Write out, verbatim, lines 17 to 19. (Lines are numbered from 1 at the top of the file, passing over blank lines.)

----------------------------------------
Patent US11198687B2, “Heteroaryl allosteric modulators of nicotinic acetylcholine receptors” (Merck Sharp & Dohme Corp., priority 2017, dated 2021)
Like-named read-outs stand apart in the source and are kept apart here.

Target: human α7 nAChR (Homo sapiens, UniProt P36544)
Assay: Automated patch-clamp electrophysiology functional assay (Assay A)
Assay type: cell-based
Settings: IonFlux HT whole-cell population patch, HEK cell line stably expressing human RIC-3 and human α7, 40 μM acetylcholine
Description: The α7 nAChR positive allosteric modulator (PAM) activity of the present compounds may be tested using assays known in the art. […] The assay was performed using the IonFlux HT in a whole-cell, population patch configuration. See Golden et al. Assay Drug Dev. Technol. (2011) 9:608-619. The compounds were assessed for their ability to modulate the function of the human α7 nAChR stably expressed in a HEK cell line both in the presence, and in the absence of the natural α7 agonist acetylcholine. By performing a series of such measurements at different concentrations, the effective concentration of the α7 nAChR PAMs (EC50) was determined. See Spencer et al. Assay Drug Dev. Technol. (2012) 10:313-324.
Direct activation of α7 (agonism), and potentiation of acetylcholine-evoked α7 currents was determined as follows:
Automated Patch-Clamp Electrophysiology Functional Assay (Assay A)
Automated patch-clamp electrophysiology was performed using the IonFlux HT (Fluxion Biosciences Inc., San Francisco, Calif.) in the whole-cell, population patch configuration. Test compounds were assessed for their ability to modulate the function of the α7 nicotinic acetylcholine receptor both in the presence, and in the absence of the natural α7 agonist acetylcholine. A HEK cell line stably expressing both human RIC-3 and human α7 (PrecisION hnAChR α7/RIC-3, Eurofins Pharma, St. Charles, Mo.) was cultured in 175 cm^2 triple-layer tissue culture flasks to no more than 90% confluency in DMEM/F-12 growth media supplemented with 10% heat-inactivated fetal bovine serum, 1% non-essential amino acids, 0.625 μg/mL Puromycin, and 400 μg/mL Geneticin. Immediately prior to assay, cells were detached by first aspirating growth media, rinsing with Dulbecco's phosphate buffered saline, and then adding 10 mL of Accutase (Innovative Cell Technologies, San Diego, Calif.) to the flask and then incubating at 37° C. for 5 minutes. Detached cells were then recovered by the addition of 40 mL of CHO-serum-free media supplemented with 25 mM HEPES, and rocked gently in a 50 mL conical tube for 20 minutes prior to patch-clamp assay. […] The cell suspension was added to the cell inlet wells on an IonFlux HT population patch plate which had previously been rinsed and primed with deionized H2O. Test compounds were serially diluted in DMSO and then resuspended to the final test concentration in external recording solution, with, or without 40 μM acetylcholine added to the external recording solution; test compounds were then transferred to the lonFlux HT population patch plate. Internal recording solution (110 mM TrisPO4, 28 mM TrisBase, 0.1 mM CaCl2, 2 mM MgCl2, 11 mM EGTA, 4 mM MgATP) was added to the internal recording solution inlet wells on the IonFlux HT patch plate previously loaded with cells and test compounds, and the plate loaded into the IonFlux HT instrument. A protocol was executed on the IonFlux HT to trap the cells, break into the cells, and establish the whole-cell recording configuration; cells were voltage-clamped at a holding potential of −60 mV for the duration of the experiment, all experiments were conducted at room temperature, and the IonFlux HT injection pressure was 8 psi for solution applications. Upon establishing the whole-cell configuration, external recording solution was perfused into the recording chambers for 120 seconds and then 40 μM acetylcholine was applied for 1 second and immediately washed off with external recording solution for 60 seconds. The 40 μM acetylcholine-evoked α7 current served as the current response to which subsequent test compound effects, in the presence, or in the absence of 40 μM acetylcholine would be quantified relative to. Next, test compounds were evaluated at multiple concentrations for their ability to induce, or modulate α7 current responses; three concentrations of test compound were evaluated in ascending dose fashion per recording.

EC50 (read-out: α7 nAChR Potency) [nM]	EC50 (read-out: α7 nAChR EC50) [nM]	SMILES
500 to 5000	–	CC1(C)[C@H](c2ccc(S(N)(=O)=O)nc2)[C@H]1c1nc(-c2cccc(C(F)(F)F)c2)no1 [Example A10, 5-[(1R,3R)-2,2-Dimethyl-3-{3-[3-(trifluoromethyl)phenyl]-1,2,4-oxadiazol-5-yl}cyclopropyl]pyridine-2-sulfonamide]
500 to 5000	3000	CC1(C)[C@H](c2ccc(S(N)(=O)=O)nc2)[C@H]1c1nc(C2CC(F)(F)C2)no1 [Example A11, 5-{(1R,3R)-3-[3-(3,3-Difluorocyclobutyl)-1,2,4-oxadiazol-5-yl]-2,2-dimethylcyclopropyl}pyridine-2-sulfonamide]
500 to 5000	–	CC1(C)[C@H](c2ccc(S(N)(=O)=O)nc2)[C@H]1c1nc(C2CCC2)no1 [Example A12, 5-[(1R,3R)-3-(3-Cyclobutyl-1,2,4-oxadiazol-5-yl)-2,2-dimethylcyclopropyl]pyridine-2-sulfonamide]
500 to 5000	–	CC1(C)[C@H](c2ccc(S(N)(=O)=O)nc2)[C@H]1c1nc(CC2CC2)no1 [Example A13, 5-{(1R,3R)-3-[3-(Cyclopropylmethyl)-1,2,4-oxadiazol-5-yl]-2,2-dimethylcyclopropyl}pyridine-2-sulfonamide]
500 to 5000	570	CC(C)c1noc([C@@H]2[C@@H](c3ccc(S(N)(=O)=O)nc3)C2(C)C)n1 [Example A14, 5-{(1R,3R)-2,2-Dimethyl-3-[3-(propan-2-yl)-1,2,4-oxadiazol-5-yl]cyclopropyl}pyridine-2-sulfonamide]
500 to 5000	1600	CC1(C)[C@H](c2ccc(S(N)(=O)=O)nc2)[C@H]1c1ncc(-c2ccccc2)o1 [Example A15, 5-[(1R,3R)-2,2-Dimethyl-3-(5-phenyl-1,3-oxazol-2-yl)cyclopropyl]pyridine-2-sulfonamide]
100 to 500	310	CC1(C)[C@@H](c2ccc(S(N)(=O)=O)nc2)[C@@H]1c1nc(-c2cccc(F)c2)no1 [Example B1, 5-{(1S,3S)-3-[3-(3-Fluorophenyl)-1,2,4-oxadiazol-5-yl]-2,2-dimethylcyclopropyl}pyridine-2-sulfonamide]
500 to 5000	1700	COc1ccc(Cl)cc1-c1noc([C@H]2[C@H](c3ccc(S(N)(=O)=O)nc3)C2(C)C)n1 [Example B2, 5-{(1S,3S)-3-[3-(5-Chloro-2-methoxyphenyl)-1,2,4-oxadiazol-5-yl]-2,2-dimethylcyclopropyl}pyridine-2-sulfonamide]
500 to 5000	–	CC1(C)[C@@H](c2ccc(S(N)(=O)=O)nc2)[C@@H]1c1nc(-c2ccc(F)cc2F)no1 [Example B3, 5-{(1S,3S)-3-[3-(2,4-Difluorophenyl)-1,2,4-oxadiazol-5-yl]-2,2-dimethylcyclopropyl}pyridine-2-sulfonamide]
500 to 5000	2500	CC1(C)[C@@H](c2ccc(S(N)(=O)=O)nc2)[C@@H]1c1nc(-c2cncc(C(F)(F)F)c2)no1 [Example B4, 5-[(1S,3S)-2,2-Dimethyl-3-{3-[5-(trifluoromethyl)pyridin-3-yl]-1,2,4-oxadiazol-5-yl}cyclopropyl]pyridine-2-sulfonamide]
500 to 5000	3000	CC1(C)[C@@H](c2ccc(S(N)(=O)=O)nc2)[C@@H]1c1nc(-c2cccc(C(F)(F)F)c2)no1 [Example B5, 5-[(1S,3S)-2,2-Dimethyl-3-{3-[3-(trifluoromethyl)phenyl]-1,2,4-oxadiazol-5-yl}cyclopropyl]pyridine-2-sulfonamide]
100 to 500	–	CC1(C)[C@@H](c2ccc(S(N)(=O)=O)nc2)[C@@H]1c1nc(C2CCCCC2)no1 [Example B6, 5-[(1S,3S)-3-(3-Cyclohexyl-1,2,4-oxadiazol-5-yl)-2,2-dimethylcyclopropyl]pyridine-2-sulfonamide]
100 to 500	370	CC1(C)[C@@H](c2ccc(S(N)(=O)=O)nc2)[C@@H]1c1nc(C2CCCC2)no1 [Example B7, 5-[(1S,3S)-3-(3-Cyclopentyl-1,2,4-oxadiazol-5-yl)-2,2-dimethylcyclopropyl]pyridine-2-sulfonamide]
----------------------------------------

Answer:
500 to 5000	1600	CC1(C)[C@H](c2ccc(S(N)(=O)=O)nc2)[C@H]1c1ncc(-c2ccccc2)o1 [Example A15, 5-[(1R,3R)-2,2-Dimethyl-3-(5-phenyl-1,3-oxazol-2-yl)cyclopropyl]pyridine-2-sulfonamide]
100 to 500	310	CC1(C)[C@@H](c2ccc(S(N)(=O)=O)nc2)[C@@H]1c1nc(-c2cccc(F)c2)no1 [Example B1, 5-{(1S,3S)-3-[3-(3-Fluorophenyl)-1,2,4-oxadiazol-5-yl]-2,2-dimethylcyclopropyl}pyridine-2-sulfonamide]
500 to 5000	1700	COc1ccc(Cl)cc1-c1noc([C@H]2[C@H](c3ccc(S(N)(=O)=O)nc3)C2(C)C)n1 [Example B2, 5-{(1S,3S)-3-[3-(5-Chloro-2-methoxyphenyl)-1,2,4-oxadiazol-5-yl]-2,2-dimethylcyclopropyl}pyridine-2-sulfonamide]